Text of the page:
Jay Bruce stepped up to the plate 5,002 times in a Reds uniform. He still owns a condo in Cincinnati and knows the nooks and crannies of the city. So when he returns to Great American Ballpark for the first time since being traded to the Mets a month ago, he expects to be a little emotional. He expects it to be a little weird.

But goodbyes can be like that.

On Monday, Bruce’s nine-year tenure as a Red will be commemorated in the most demonstrative way possible. He was told there’s going to be a ceremony before the game, he said. His wife and son will be there. “It’s going to be a little bit of everything,” he said. And when all that is over, he’ll play the game for the opposing team, hope to leave there with a win, and start working on selling that condo.

“I’m sure there will be some emotion to it,” he said. That’s saying a lot, considering Bruce clarified earlier that he tries to turn emotion off for the entire season.

“I think every player wants to finish their whole career in one city, ideally, but that rarely ever happens anymore,” he said. “The writing was kind of on the wall (for the trade), so you know, I was prepared for it. It’s a tough part of the game . . . and I was excited for the opportunity to come get in a playoff race, and that’s not something people get a lot of opportunities to do, either.”

Bruce said he doesn’t presume he’ll get any particular reaction from the crowd, though that may be a little naïve. As a Red, he was a fan favorite, a homegrown talent who spent a dozen years in the organization and seemed to like it, no matter how low the team got. He was a three-time All-Star and a two-time Silver Slugger. He has hit 135 homers at Great American Ballpark, the most in its history. When he left, he was hitting .265 with 25 home runs and 80 RBIs.

He had been the subject of trade rumors for two seasons, and handled it with the grace of a veteran who not only knows baseball is a business, but believes it. His teammates weren’t quite as easygoing. When the trade finally happened, it shook up the Reds clubhouse so much that pitcher Homer Bailey told a local television channel that his team had made a bad move.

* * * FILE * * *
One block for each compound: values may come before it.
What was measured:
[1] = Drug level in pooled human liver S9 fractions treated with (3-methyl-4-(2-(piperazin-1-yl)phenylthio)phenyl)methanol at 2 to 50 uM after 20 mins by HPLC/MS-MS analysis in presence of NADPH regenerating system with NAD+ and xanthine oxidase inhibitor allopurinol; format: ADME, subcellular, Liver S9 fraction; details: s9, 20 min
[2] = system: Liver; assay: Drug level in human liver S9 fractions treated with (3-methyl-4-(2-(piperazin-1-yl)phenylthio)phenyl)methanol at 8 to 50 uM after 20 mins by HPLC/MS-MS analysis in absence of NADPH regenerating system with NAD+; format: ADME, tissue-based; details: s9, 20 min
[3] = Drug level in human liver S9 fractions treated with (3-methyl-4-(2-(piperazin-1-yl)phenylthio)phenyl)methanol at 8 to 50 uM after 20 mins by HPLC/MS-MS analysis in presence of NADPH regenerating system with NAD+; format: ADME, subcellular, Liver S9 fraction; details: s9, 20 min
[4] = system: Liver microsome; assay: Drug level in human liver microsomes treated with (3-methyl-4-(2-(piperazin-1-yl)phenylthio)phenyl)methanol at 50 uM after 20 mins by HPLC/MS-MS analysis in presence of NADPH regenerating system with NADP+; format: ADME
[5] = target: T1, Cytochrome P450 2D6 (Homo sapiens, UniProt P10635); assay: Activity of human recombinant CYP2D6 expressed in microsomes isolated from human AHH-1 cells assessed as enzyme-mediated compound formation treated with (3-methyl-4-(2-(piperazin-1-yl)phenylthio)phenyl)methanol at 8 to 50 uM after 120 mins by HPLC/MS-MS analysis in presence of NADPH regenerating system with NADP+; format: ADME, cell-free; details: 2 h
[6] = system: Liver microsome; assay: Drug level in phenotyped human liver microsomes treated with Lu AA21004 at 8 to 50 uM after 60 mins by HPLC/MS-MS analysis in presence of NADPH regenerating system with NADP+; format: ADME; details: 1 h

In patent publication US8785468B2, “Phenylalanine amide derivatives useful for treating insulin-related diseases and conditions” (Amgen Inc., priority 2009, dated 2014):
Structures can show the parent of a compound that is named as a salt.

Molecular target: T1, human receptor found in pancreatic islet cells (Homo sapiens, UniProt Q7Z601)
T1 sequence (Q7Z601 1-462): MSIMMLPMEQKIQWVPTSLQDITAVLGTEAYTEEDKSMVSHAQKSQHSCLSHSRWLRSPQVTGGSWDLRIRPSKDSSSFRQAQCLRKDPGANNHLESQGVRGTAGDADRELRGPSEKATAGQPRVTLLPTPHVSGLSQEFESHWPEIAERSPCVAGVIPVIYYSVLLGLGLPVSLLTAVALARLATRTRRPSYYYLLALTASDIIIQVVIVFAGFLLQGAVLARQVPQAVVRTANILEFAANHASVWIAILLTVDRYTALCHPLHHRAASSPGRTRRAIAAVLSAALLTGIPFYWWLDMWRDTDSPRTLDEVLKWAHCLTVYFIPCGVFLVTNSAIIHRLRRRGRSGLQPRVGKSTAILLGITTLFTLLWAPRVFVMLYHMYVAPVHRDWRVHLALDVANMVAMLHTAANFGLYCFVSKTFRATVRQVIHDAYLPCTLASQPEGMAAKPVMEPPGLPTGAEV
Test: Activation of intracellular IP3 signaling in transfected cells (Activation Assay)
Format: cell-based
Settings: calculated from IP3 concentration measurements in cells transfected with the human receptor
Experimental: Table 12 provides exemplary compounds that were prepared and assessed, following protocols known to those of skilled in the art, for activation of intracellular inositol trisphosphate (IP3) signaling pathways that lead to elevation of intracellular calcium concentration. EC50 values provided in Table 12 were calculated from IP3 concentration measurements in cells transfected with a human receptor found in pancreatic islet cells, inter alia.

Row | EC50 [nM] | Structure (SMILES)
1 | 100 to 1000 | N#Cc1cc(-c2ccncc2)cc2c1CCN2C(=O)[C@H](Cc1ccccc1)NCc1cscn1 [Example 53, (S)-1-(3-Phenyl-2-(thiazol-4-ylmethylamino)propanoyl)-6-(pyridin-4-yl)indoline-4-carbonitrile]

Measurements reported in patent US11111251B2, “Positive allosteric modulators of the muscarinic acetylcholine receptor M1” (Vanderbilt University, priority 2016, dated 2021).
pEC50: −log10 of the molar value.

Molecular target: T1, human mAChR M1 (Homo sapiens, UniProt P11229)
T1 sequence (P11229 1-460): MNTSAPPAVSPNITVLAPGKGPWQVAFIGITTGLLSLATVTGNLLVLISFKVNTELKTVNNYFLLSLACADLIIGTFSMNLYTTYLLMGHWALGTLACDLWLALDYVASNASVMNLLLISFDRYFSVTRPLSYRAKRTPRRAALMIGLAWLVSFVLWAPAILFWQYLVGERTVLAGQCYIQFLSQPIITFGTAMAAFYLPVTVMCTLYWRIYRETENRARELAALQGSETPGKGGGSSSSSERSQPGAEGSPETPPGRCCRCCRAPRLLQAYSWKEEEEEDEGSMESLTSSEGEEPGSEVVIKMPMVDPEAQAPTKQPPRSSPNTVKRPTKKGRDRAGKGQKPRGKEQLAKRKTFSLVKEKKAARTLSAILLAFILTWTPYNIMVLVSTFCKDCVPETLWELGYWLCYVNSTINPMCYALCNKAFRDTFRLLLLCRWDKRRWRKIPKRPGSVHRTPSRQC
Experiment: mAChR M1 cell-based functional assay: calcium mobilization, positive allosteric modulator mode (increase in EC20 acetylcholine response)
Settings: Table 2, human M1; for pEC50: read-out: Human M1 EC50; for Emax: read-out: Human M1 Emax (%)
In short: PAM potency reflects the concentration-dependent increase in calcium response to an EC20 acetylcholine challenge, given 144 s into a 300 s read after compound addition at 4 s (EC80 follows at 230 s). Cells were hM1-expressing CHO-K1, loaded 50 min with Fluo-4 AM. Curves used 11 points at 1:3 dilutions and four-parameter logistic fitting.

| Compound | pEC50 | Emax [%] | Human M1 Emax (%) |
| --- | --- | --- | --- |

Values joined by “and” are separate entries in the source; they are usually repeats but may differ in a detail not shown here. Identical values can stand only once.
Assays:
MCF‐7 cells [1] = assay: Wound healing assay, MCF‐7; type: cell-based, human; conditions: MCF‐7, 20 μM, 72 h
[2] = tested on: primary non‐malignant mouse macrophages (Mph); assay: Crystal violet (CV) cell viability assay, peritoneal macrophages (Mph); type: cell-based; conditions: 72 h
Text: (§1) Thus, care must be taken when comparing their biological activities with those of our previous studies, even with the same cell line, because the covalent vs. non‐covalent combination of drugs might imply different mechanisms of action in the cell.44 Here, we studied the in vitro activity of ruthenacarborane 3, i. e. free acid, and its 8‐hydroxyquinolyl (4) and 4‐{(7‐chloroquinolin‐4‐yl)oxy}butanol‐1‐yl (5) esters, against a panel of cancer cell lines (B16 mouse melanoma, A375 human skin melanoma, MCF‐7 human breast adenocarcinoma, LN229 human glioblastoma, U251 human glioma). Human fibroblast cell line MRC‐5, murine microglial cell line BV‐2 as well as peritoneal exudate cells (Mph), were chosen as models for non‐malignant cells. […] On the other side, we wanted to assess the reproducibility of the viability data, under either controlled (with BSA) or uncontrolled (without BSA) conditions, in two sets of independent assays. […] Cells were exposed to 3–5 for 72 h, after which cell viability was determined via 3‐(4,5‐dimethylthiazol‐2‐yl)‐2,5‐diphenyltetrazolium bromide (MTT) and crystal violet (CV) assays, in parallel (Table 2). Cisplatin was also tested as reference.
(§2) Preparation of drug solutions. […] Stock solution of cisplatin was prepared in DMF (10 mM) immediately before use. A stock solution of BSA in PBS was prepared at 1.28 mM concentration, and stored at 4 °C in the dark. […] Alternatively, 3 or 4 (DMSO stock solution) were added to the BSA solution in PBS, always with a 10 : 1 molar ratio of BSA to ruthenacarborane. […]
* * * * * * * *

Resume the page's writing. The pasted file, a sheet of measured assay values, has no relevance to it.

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“Unless we got a young Robinson Cano, I think they got that us on that one,” he said, referring to Dilson Herrera, whom the Reds received in the trade.

Since that day, Bruce has struggled, although he said he’s certain he’ll come out of it. He’s hitting .210 in 29 games as a Met. He has four home runs and 10 RBIs with his new team, and these days, when he comes to the plate, he hears boos, not “Bruuuu.” His single and two-run homer Sunday night against the Nationals might help to start changing that.

“He is as frustrated as anybody that he hasn’t come in and tore it up the way he was,” Terry Collins said. “He’s a tremendous guy. He’s really a good guy to have in the clubhouse. He’s an upbeat guy.”

But upbeat won’t be winning the Mets a wild card, and Bruce knows it. He doesn’t think a trip to his old haunt will recalibrate anything, but he does believe he’s making progress.

“I still feel in control of my at-bats, and the last few games the results have been better,” he said. “I try not to get too emotionally tied to the ups and the downs.”

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That will serve him well Monday, when emotion will threaten to rule the day, but Bruce doesn’t seem troubled by the prospect. That’s what he says over and over: He wants to go back, he wants to see old friends and visit familiar places.

In short, he wants to say goodbye properly.

“It’s going to be crazy, it’s going to be weird, but it’s also probably going to feel a little bit comfortable, to be honest with you,” he said. “It’s going to be really odd going to the opposite visitors’ dugout, but I look forward to it.”